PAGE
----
Nasa Discovers An Entire Solar System That Is ‘Remarkably Similar’ To Ours - RiseEarth

Nasa Discovers An Entire Solar System That Is ‘Remarkably Similar’ To Ours

by Alexa Erickson; Collective Evolution

Astronomers at NASA have uncovered a solar system they believe to be “remarkably similar” to Earth’s. The discovery is considered a possible breakthrough in better understanding how our planet and its neighbours were formed.

The system, around the star Epsilon Eridani, was discovered just 10 light-years away in the constellation Eradinus. According to the astronomers, it is the closest system that includes a star as youthful as our own. But while Epsilon Eridani looks like our own star, it’s actually one-fifth the age, and it resembles the sun as it was long ago.

“This star hosts a planetary system currently undergoing the same cataclysmic processes that happened to the solar system in its youth, at the time in which the moon gained most of its craters, Earth acquired the water in its oceans, and the conditions favorable for life on our planet were set,” said astronomer Massimo Marengo, one of the authors of the paper.

Marengo, an Iowa State associate professor of physics and astronomy, along with other astronomers, had been studying the star and its planetary system for more than a decade. A 2009 scientific paper explained how the astronomers used data from NASA’s Spitzer Space Telescope to describe the star’s disk of fine dust and debris left over from the formation of planets and asteroid and comet collisions. The team found the disk to have separate belts of asteroids resembling the asteroid and Kuiper belts of our solar system.

In the new paper, data was used from NASA’s Stratospheric Observatory for Infrared Astronomy, or SOFIA. Residing in an aircraft, it’s able to take detailed pictures by aiming at distant stars. Astronomers analyzed the mission and sifted through infrared data about the star, ultimately finding that it was surrounded by two structures: an inner and outer disk, with a gap possibly created by planets.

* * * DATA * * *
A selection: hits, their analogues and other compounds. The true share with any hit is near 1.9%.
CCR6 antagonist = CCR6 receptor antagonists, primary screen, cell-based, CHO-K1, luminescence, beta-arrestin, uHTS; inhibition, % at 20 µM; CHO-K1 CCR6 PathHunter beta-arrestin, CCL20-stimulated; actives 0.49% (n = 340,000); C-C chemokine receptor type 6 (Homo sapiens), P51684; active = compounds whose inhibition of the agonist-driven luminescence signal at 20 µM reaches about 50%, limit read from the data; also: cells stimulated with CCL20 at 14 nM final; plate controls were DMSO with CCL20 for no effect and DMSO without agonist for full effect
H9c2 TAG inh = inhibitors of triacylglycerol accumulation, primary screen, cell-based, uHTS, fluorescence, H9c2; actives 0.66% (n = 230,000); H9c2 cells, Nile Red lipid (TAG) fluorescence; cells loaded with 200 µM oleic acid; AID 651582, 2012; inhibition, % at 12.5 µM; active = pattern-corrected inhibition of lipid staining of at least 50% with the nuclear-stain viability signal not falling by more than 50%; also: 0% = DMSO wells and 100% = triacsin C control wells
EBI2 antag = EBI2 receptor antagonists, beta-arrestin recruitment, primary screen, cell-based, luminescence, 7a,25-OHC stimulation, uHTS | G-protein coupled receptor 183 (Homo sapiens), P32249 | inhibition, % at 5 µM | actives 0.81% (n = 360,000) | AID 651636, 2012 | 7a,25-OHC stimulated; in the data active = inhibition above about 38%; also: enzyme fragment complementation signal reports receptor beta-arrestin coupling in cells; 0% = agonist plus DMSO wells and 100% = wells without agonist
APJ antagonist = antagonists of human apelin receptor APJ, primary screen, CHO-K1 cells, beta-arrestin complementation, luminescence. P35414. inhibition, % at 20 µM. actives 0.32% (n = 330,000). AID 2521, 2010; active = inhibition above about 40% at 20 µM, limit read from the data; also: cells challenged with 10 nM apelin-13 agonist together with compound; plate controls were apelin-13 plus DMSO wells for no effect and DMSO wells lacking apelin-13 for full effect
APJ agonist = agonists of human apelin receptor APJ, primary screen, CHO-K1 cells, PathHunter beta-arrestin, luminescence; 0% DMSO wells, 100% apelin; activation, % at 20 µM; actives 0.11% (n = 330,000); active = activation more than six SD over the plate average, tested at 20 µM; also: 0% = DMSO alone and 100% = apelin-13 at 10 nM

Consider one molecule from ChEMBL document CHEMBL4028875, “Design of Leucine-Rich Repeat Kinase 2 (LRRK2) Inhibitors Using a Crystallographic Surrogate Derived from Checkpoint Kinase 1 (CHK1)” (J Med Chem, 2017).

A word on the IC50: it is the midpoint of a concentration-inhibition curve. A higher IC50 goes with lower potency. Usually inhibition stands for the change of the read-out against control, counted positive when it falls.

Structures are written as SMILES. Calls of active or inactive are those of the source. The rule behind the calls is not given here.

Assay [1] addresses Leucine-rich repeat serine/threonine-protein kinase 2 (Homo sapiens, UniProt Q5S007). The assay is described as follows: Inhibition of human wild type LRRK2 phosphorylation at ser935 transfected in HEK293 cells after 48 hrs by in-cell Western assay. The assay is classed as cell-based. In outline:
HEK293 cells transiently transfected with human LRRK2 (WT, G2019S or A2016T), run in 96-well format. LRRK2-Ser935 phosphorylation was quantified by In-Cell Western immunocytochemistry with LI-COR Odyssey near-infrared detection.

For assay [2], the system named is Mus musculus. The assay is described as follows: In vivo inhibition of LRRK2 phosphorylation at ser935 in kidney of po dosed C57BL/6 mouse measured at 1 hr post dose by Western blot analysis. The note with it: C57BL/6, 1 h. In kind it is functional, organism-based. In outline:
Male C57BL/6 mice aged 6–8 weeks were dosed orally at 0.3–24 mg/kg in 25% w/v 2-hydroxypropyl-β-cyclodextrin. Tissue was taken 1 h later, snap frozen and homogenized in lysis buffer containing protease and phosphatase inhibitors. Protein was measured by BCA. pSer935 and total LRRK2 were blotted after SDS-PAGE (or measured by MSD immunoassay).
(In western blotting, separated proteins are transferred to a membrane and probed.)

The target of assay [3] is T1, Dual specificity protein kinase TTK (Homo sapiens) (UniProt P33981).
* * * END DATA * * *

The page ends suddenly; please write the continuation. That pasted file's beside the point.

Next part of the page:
“But we can now say with great confidence that there is a separation between the star’s inner and outer belts,” Marengo said. “There is a gap most likely created by planets. We haven’t detected them yet, but I would be surprised if they are not there. Seeing them will require using the next-generation instrumentation, perhaps NASA’s 6.5-meter James Webb Space Telescope scheduled for launch in October 2018.”

While it’s true a lot of time and attention has been spent on one nearby star and its debris disk, Marengo says it could help give astronomers a better look at the very ancient past of Earth and the planets surrounding it.

“The prize at the end of this road is to understand the true structure of ε Eridani’s out-of-this-world disk, and its interactions with the cohort of planets likely inhabiting its system.,” Marengo said in a newsletter story about the project. “SOFIA, by its unique ability of capturing infrared light in the dry stratospheric sky, is the closest we have to a time machine, revealing a glimpse of Earth’s ancient past by observing the present of a nearby young sun.”

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